Well brothers, what can I say? Ever stopped to measure the flood of beer that braaiers use to dampen down the flames? What we have here is a classic, suitably adjusted for local conditions. Instead of the traditional honey and ground ginger, I’ve substituted syrup and ginger medallions. But enough with the details, let’s get grilling …
To make this dish for four diners, you will need:
- 4 thick-cut lamb chops
- 200ml best-quality golden syrup
- 100ml extra-virgin olive oil
- 75mm fresh root ginger
- 1 tot Scotch
- Salt and freshly ground black pepper to taste
- 400g cherry tomatoes
- 2 sprigs fresh rosemary
- Additional extra-virgin olive oil just in case
- Brown sugar
Mix the olive oil, scotch and syrup to create a marinade. Prepare the lamb chops by lightly cutting lines into the fat with a sharp knife. This helps prevent them from warping under high heat. Lightly rub a little salt and a lot of black pepper into the chops then lay them in a flat dish. Pour over sufficient marinade to submerge the meat. Peel the fresh ginger then cut the root into medallions.
Arrange on top of the meat, cover the dish with clingwrap and stick it in the fridge for three hours. When this is done, prepare the braai if you’re cooking with fire, or alternatively, get the grill pan or a heavy-bottomed frying pan ready on the hob. Remove the marinaded chops from the fridge and let them get back to room temperature.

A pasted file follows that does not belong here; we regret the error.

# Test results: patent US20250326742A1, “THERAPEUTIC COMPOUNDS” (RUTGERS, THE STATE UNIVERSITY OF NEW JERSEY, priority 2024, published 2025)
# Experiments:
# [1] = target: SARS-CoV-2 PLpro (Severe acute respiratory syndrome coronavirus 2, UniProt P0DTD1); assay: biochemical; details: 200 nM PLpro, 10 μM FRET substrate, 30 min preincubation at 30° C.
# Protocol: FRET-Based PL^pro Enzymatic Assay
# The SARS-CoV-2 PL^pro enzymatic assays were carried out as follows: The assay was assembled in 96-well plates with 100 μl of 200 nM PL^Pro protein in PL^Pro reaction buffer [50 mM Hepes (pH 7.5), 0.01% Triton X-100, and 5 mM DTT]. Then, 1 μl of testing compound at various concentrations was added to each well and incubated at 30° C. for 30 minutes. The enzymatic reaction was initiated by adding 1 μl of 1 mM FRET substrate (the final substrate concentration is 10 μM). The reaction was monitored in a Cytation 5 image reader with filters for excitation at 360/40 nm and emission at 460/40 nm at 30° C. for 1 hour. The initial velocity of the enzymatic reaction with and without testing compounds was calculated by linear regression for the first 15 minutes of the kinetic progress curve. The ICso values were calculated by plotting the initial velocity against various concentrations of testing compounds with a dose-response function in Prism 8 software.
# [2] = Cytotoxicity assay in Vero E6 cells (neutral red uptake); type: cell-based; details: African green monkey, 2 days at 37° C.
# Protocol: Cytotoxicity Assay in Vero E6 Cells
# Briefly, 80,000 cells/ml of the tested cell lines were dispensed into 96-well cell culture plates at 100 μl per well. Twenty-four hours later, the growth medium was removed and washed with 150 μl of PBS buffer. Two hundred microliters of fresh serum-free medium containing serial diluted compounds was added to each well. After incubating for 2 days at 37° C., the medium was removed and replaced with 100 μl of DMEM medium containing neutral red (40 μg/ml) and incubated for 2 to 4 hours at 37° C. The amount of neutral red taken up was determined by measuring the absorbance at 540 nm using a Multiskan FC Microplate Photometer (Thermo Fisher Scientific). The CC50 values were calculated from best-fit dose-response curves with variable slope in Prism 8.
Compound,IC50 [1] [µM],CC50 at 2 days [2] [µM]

Preheat the grill to 200ºC. Now take an oven proof dish and arrange the cherry tomatoes in one layer. Pour a couple of tablespoons extra-virgin olive oil over them. Tear the leaves from two or three sprigs of fresh rosemary and scatter these over the tomatoes. Sprinkle a little brown sugar over them to combat the acidity and stick them in the oven. Grill or roast for 20 minutes, then remove and keep warm under cover.
Now for the lamb. If you’re hitting the braai, get your fire right. If using the hob, heat up the frying pan and pour a tablespoon of olive oil into it. When hot, add the chops and let them cook for four minutes per side under a lid or until done to your liking. Using thick chops produces a rare finish which is just the way I like it. But remember that rare lamb’s not everyone’s idea of good meal.
Now serve the chops with the roasted cherry tomatoes and if you like, a green salad. This meal cries out for cold beer. Need I say more?